In particular, we have that $\bf e_x^*$ maps to ${\bf e_x^*} - \tfrac{1}{2}{\bf e_y^*}$. If we work it out the rest of the way, the full matrix that applies to the coordinates of a dual vector is: $$ \begin{bmatrix} 1 & 0 \\ -\tfrac{1}{2} & 1 \end{bmatrix} $$ This is the inverse transpose of $M$!

We can loosely relate the effect of the inverse transpose here to that of the cofactor
matrix for bivectors, as seen in the preceding article. Like a bivector, each dual
basis element cares about what’s happening to the *other* axes (because it needs to keep parallel
to them)—but it also must scale inversely along its *own* axis. The determinant of $M$
gives the cumulative scaling along *all* the axes:
$$
\det M = \text{scaling on my axis} \cdot \text{scaling on other axes}
$$
We can algebraically rearrange this to:
$$
\frac{1}{\text{scaling on my axis}} = \frac{1}{\det M} \cdot \text{scaling on other axes}
$$
This matches the relation between the inverse transpose and the cofactor matrix.
$$
M^{-T} = \frac{1}{\det M} \cdot \text{cofactor}(M)
$$
I’m handwaving a lot here—a detailed geometric demonstration would take us off
into the weeds—but hopefully this gives at least a little bit of intuition for why the inverse
transpose matrix is the right thing to use for dual vectors.

## So What’s a Normal Vector, Anyway?

As we’ve seen, the level sets of a linear form are parallel lines in 2D, or planes in 3D. This implies that we can define a plane by picking out a specific level set of a given dual vector: $$ \langle w, v \rangle = d $$ The dual vector $w$ is acting as a signed distance field for the plane.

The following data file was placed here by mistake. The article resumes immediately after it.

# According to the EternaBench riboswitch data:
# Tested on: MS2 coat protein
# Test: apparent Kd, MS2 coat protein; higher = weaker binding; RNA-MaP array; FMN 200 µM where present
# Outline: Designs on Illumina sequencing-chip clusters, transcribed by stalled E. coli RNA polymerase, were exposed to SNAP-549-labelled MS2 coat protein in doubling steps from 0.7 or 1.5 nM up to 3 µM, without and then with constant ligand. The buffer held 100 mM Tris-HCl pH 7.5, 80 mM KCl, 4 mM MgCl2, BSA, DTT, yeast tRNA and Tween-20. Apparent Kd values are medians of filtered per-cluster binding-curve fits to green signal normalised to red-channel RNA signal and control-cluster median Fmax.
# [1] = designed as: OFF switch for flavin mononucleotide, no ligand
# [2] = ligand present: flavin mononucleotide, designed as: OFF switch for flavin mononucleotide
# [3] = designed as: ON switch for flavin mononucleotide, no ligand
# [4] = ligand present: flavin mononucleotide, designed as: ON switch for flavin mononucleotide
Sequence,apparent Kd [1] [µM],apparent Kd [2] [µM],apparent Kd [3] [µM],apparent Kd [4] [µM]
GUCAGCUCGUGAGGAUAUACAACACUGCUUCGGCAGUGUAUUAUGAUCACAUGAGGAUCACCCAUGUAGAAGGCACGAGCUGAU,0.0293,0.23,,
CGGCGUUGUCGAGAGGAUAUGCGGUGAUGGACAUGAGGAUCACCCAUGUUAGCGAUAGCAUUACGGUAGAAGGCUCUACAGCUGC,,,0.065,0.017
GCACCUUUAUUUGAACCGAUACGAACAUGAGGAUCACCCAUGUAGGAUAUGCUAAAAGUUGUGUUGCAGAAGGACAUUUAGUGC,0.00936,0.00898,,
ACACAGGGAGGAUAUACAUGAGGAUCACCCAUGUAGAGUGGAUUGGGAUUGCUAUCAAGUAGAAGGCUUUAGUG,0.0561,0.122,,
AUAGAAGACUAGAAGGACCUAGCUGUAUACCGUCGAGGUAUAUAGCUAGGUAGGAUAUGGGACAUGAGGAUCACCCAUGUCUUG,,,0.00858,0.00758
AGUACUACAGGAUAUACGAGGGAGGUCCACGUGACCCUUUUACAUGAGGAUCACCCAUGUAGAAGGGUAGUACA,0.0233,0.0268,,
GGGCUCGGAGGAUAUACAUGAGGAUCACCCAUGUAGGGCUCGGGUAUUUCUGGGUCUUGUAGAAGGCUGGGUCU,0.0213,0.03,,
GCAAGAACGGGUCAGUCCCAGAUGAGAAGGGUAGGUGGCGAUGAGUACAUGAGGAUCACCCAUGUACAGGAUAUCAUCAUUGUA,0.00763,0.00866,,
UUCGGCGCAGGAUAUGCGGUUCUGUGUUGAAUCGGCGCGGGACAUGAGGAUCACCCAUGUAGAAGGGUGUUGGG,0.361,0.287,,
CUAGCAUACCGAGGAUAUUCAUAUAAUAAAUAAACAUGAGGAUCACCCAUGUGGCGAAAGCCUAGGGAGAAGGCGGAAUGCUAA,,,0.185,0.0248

We’ve also seen that when expressed in terms of matched basis-and-dual-basis components,
the natural pairing product $\langle w, v \rangle$ reduces to a dot product $w \cdot v$. And then
the above equation looks like the familiar plane equation:
$$
w \cdot v = d
$$
This shows that the dual vector’s coordinates with respect to the dual basis are *also* the coordinates
of a normal vector to the plane, in the standard vector basis.

So, normal vectors can be interpreted as dual vectors expressed in the dual basis, and that’s why they transform with the inverse transpose!

But wait—in the last article, didn’t I just say that normal vectors should be interpreted as bivectors, and therefore they transform with the cofactor matrix? Which one is it?

Ultimately, I don’t think there’s a definitive answer to this question! “Normal vector” as an idea is
a bit too vague—bivectors and dual vectors are *both* defensible ways to formalize the “normal vector”
concept. As we’ve seen, the way they transform is equivalent as far as *orientation*:
bivectors and dual vectors both transform to stay perpendicular to the plane they define, by either
$B \wedge v = d$ or $\langle w, v \rangle = d$, respectively. The difference between them is in
the units they carry and their scaling behavior: bivectors are areas, while dual vectors are inverse
lengths.

That’s all I have to say about transforming normal vectors! But we’ve got another question still dangling. At the end of Part 1, I asked about vectorial quantities with negative scaling powers. In dual vectors, we’ve now achieved scaling power −1. But what about −2 and −3? To find those, we’re going to have to combine dual spaces with Grassmann algebra. We’ll do that in the third and final part of this series.